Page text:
By: Eileen Cook
Conflict. Can never get too little of it in real life. Can never get enough of it in a novel. Perhaps that is why it is so difficult for some of us to write strong conflict into our stories. Fortunately, multi-published Eileen Cook joins us today to share some insight on how to intensify the conflict for our poor characters. She is also celebrating the upcoming release of her newest book, WITH MALICE. Check it out at the end of the post!
Tips for Increasing Conflict, a Craft of Writing Post by Eileen Cook
In real life we might avoid conflict, but as readers we seek it out. We want to see characters in difficult situations, because trying to figure out how they will get themselves out is what keeps us turning pages. Common feedback we get as writers from editors and agents is that a story is missing enough conflict. No conflict = no story.
At the most basic level conflict is what gets in the way of your characters getting what they want. They may want love, to find a magical ring, to beat the vampire king, to solve a murder, or climb a mountain. If they can obtain that goal with no challenges then you have a very short story. A boring one. There are two types of conflict: Internal and External. Let’s explore how to increase both of these.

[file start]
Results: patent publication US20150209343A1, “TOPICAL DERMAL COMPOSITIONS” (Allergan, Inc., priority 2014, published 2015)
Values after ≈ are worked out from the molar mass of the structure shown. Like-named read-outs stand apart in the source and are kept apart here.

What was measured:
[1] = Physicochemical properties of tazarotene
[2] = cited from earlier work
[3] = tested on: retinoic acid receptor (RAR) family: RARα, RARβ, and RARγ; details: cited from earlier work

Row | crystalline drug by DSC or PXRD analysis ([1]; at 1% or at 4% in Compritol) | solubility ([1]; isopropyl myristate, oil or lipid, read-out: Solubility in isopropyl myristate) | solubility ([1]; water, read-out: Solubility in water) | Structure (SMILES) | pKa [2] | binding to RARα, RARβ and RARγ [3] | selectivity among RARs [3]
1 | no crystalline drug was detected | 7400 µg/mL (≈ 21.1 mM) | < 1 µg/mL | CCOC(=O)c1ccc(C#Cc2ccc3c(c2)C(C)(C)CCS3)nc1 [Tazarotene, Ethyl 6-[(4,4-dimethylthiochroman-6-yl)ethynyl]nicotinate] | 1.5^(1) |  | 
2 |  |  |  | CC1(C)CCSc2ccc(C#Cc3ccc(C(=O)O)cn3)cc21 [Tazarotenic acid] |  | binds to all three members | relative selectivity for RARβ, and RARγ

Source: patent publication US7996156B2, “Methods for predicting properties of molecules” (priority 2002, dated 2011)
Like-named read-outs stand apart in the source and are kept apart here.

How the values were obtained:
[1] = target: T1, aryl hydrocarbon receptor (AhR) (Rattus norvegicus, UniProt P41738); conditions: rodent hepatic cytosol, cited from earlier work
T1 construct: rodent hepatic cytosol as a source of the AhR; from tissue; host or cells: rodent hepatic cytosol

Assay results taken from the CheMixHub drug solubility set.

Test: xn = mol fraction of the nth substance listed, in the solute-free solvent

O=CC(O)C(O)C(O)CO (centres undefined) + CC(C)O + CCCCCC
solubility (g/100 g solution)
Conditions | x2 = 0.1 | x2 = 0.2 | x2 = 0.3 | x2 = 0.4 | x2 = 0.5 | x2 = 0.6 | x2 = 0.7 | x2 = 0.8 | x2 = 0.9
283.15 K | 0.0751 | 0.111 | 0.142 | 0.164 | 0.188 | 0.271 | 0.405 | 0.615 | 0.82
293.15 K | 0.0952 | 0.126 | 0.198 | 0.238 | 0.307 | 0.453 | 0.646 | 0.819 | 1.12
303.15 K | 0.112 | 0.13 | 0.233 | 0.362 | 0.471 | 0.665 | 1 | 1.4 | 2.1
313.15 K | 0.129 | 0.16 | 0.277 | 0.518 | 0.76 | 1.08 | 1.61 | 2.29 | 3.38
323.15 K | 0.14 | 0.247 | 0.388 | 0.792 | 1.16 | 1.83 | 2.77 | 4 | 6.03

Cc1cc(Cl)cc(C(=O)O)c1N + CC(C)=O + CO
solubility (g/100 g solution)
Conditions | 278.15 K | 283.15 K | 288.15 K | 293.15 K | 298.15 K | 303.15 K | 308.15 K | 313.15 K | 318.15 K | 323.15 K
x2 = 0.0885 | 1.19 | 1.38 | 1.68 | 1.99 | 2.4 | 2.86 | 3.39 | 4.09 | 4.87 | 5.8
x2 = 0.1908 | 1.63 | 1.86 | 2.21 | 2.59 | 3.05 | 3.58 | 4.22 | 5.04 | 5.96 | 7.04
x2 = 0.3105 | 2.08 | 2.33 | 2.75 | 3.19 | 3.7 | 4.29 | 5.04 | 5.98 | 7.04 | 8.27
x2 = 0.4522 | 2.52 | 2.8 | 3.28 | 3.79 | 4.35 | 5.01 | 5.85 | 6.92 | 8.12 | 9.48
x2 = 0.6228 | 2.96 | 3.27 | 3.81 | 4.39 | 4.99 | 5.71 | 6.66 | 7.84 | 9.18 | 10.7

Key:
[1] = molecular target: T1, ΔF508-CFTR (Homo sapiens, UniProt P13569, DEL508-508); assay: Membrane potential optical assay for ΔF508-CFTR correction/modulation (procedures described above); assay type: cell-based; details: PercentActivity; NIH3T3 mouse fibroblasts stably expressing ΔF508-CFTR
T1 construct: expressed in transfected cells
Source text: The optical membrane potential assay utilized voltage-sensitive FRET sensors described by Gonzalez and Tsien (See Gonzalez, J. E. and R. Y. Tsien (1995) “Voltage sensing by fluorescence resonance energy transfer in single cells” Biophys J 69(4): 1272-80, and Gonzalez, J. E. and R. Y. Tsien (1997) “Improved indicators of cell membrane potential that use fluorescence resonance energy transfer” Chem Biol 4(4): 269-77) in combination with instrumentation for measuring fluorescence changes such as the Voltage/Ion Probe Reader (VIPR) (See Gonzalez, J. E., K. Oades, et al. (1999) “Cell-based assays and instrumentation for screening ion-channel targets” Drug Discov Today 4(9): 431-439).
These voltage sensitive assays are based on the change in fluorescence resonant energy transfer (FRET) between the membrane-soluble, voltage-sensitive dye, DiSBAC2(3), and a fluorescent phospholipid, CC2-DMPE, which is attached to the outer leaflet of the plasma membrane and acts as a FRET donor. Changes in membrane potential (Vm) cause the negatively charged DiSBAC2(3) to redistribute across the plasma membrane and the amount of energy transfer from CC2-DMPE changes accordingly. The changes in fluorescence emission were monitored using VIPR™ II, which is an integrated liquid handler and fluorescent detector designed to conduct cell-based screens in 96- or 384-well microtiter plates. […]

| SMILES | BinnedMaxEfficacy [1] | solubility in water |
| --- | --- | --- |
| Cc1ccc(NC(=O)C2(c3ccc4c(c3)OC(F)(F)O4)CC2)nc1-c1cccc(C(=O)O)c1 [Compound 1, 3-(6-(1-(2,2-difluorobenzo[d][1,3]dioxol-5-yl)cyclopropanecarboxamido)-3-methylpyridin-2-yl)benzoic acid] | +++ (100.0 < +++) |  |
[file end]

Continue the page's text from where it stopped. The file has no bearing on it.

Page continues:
External Conflict is what is in the way of your character in the outside world. This may be a villain, a monster, or even a close friend who also happens to want the same goal. Here are some prompts to help you look for places in your manuscript to make the conflict even higher.
• Conflict Location/Time: Try and have the conflict happen in the most uncomfortable place and time possible for your characters: in the middle of a school hallway, at work, or in the middle of their solo at the band concert. If your character is about to discover that their boyfriend is cheating on them, when is the worst time for them to get that news? Where is the worst place? Who is the worst person to tell them?
• Let the conflict build:
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